Briefing: Exxon faces lawsuit on killings in Indonesia

Bloomberg / Associated Press | January 17, 2007

CHICAGO: Exxon faces lawsuit on killings in Indonesia

Exxon Mobil, the world's largest oil company, must face a lawsuit that claims Indonesian soldiers guarding a natural gas processing plant in Aceh province tortured and killed local residents, the U.S. Court of Appeals in Washington ruled Wednesday.

The court upheld a lower court's denial of Exxon Mobil's request to throw out the case, arguing that the case raises political questions outside the jurisdiction of U.S. courts.

The suit, filed in 2001 by 11 Indonesians, claims the soldiers were under Exxon Mobil's direction and control, making the company liable. The suit seeks unspecified monetary compensation and a court order prohibiting the abuses.(Bloomberg)

Swissair board member takes his turn in court

BÜLACH, Switzerland: Andres Leuenberger, a leading figure in Switzerland's corporate world, said that he deeply regretted being unable to avert the damage caused to many people by the financial collapse of Swissair, but that as a member of the managerial board he was innocent of any wrongdoing.

Leuenberger, taking his turn on the second day of the trial of the former airline's entire managerial board, read a statement rejecting charges that he had made false statements about the business.(AP)

Credit Suisse Group and other banks being sued over the collapse of Enron said that a request by investors to drop the estate of Kenneth Lay, the former chairman, from the case would improperly let the "truly guilty" off free. The banks claim that lawyers for the University of California Regents, the lead plaintiff in a securities fraud class action in Houston federal court, are leaving "potentially hundreds of millions of dollars on the table" by seeking to drop the case against Lay's estate. Lay died last year.(Bloomberg)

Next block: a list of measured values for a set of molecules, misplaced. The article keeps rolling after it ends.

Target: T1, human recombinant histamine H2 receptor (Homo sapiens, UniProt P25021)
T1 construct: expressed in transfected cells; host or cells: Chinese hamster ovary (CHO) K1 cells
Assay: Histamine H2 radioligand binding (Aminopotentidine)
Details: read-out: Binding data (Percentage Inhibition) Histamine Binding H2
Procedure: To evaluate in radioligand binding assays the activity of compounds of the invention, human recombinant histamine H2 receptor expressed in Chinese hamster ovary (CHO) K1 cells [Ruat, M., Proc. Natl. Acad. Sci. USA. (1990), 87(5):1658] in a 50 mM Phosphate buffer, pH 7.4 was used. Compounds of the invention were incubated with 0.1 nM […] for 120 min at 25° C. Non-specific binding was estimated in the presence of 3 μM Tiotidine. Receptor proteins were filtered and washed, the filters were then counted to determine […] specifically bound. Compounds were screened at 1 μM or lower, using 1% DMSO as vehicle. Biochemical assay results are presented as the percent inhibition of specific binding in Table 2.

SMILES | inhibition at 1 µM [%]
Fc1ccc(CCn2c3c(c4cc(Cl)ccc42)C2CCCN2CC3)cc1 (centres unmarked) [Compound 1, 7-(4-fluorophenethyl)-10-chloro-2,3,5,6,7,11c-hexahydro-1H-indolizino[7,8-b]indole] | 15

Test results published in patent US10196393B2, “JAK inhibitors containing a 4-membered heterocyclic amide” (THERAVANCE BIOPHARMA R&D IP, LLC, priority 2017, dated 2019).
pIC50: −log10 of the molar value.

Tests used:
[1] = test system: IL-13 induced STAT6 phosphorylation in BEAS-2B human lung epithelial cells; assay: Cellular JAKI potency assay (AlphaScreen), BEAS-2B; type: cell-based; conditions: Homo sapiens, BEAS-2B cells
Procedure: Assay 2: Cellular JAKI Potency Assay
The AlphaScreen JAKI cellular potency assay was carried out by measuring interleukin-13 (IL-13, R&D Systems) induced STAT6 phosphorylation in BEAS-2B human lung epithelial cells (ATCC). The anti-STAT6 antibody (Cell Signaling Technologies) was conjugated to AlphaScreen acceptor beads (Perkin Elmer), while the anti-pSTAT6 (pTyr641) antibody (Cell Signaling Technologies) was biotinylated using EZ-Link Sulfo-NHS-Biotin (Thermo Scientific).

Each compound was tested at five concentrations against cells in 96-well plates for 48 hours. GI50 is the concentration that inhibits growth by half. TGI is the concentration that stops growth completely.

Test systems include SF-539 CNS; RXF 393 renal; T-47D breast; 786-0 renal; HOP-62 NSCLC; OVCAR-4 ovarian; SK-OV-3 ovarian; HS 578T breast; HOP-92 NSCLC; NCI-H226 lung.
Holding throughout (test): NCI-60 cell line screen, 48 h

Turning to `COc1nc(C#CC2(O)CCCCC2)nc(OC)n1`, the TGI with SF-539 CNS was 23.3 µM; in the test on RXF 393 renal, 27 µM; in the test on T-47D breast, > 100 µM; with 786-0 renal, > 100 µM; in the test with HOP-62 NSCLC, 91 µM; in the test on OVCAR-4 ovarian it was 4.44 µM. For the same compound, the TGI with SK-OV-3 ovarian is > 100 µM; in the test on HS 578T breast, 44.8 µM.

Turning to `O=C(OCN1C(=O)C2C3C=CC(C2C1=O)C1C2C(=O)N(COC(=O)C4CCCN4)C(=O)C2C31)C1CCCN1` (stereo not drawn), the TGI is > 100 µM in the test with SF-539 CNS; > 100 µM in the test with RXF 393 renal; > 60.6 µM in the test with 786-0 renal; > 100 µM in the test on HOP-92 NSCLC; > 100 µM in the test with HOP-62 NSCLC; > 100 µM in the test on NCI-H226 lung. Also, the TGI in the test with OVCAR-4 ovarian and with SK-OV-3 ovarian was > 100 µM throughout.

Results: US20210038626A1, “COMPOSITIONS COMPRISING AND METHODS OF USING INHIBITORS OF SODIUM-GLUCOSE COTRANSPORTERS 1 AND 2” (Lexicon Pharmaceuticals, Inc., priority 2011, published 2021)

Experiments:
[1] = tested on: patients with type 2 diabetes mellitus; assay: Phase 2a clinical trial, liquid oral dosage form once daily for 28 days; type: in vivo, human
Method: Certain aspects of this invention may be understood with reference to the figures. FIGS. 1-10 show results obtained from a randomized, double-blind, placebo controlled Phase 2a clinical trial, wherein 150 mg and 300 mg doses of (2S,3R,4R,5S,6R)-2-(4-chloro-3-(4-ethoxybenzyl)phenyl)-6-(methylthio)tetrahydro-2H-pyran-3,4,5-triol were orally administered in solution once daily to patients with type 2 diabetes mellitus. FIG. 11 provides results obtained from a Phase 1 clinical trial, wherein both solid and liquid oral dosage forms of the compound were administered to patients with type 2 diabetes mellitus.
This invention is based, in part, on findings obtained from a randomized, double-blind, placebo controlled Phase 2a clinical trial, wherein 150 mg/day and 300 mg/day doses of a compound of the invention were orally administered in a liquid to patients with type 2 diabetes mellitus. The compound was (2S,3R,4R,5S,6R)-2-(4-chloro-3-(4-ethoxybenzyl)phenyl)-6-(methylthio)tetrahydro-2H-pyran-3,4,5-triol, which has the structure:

Russian prosecutors detained the former head of a unit of Yukos Oil, Sergei Shimkevich, for alleged embezzlement and money laundering as they prepared new charges against Mikhail Khodorkovsky, the jailed former chief of Yukos. (Bloomberg)

Virgin America, a startup airline vying for clearance to begin U.S. flights, changed agreements with its minority owner, Richard Branson's Virgin Group, in an effort to meet U.S. ownership requirements. Virgin Group will cede veto authority over some decisions and put voting shares of the carrier under a U.S. trustee. (Bloomberg)

Energy Commissioner Andris Piebalgs of the European Union said there would be "no exceptions" for France or any other country that was opposed to separating utility generation and distribution when the EU opened power markets to full competition by July.(Bloomberg)

The Swedish central bank will start publishing interest rate forecasts to increase transparency, said Deputy Governor Irma Rosenberg.(Bloomberg)